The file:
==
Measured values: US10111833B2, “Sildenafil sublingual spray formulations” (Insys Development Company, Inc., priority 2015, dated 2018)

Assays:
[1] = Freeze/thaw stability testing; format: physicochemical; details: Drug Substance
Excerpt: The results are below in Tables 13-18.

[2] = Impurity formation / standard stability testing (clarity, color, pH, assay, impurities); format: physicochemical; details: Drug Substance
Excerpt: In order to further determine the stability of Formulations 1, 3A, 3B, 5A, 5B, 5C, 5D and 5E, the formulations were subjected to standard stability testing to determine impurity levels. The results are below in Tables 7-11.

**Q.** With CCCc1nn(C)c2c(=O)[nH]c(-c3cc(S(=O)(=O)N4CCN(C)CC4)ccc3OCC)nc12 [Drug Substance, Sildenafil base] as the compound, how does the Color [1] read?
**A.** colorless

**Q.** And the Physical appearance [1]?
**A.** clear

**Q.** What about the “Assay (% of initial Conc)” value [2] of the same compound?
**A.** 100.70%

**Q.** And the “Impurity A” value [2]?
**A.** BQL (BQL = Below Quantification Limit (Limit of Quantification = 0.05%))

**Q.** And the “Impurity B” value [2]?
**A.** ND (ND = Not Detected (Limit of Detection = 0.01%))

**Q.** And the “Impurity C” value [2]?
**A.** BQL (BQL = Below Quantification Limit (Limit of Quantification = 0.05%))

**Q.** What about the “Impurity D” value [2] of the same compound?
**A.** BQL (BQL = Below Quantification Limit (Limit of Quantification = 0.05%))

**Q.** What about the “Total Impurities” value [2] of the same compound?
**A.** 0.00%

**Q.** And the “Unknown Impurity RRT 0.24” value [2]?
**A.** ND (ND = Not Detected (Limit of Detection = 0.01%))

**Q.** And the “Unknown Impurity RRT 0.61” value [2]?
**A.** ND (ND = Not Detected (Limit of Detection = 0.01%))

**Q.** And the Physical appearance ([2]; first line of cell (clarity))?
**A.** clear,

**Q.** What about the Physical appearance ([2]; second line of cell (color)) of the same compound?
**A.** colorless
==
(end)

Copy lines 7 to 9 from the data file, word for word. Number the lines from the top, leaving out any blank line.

**Q.** With CCCc1nn(C)c2c(=O)[nH]c(-c3cc(S(=O)(=O)N4CCN(C)CC4)ccc3OCC)nc12 [Drug Substance, Sildenafil base] as the compound, how does the Color [1] read?
**A.** colorless

**Q.** And the Physical appearance [1]?